Panoptica chapter 3

Yes, okay, it’ll settle down to a chapter a week when I catch up with where I am now (currently blending in the train scene in ‘Santa is Coming’ from 10538’s POV). Meanwhile here’s a little more of the happy life of Panoptica.

Panoptica: Chapter 3

He had been only forty grams overweight so was able to sit on the bus on the way home. 11712 had not joined the bus at his usual stop. Could he have really been the runner? Maybe he had been overweight and had to walk and catch the next bus. It could be just that. Could be.

10538 pressed his palm to the scanner on the doorframe, waited until his home recognised him and let him in. The door swung closed behind him.

Inside his home was the only place he could remove his onesie. He unzipped, stripped and put today’s clothing into the wash slot. Yesterday’s had already emerged, cleaned and ready to wear.

Naked, he took the few steps to the kitchen side of the windowless room and pressed the food button. Today’s evening meal was another low-calorie preparation. Biscuits and low-fat cheese. He still had forty grams to lose. 10538 stared at the contents of the paper bag containing his meal and almost squealed with delight. There were tomatoes in there! Three fresh tomatoes! It had been years since he had seen, never mind tasted, a fresh tomato. He picked one up and turned it in his fingers.

“I must be really in the Coalition’s good books today,” he said as he bit into the first one. Its juice filled his mouth with flavour and a sensation that he had thought gone forever. Savouring every bite, he finished the first tomato and reached for the second. He paused. Better to eat the boring part of the meal first and then take the time to enjoy the tomatoes afterwards.

His meal over, 10538 put the remains into the recycle slot. There were no remains of the tomatoes. He had caught every drop of juice. Feeling more satisfied than he had in a very long time, he sat on the bed and turned his attention to the television.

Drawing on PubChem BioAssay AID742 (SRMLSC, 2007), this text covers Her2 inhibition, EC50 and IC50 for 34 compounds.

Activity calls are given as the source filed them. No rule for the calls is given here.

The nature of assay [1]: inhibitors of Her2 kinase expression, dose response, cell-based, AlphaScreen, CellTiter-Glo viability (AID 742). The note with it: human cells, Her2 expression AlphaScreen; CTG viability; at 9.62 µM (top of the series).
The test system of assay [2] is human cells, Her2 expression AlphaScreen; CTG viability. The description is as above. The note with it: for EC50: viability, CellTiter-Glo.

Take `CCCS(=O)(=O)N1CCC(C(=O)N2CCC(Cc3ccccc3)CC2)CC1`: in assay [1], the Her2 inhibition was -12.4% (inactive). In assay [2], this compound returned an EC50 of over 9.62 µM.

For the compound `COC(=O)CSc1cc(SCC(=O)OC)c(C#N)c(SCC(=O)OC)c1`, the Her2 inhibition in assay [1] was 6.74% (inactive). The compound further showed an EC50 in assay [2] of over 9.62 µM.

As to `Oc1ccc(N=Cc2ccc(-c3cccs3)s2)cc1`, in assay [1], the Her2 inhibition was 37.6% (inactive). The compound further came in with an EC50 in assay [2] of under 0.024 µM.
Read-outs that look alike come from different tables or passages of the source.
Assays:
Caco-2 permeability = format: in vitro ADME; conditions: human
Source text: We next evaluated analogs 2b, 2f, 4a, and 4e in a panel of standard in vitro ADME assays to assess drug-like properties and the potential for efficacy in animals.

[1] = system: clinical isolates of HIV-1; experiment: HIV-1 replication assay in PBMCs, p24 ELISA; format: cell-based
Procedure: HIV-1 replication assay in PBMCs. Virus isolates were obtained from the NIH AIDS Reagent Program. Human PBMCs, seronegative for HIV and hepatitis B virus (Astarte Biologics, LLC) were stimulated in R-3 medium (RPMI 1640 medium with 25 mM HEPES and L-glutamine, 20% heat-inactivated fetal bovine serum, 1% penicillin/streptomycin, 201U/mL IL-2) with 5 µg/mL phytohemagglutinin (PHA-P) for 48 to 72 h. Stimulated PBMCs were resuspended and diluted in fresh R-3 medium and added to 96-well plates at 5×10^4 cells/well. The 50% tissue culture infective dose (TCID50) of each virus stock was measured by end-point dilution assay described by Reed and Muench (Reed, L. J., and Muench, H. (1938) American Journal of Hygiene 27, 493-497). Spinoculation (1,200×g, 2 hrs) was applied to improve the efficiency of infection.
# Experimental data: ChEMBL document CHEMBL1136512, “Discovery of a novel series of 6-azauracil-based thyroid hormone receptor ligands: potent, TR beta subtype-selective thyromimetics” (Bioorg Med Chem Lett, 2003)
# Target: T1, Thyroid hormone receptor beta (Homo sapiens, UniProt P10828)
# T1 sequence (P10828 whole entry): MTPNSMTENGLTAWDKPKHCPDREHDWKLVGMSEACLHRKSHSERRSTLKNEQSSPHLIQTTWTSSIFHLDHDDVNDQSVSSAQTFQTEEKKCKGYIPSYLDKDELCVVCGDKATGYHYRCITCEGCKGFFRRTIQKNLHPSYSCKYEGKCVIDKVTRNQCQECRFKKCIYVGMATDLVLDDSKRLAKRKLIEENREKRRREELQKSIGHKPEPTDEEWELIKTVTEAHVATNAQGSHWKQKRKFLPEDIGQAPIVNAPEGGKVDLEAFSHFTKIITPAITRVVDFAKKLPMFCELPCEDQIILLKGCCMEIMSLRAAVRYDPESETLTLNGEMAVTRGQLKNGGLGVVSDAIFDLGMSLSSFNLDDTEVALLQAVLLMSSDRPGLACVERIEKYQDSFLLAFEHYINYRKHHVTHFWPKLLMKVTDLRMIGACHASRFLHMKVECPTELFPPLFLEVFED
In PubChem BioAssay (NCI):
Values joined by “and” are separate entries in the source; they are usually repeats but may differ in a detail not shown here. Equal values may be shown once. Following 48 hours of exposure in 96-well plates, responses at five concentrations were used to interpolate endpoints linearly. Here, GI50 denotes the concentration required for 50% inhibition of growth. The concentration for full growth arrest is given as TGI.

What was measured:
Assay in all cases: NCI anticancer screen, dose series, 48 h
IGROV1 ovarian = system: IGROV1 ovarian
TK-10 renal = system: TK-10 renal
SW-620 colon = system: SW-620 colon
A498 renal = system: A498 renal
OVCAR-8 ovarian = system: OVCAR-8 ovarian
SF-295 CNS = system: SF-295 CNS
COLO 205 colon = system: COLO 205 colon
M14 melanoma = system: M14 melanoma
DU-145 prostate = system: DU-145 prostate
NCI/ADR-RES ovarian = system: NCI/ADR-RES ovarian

It was on because it was always on. There was no way to turn it off, only to reduce the volume to a subliminal murmur when it was time to sleep. 10538 turned it up and waited for the news.

The program currently showing was about some strange creature called a ‘penguin’. This fierce beast only appeared when deep snow covered the ground and it had a long hard mouth called a beak, which was filled with sharp spikes. Now mercifully extinct due to the utter destruction of their home by global warming, the creatures were once able to reach 100 metres in length, could both fly and swim and were able to run on land at twice the speed of the fastest human.

“Good thing we don’t have those any more,” 10538 muttered, then wished he hadn’t. Fearsome though the creatures might be, it was global warming that killed them and global warming was bad. It was the reason it now only snowed in winter and the cause of summer sweating, a human adaptation to the changing climate. It should never be considered a ‘good thing’ under any circumstances, and you never knew when TV was listening as well as talking.

Finally the monsters of the past left the screen and the news started with its fanfare of uplifting music.

“Good evening, citizens,” beamed from the mouth of the presenter with perfect teeth. As he did every time, 10538 ran his tongue over his uneven teeth and probed the gaps in them. The dentists had done what they could but he had eaten sugar in his months as a Feral and the damage was done. He had to live with his past sins.

“Welcome to the news show. We try to bring you good news but we have to face the bad. The good news is that we have had no terrorist attack for fifty-eight days now. The terrorists cannot defeat us!”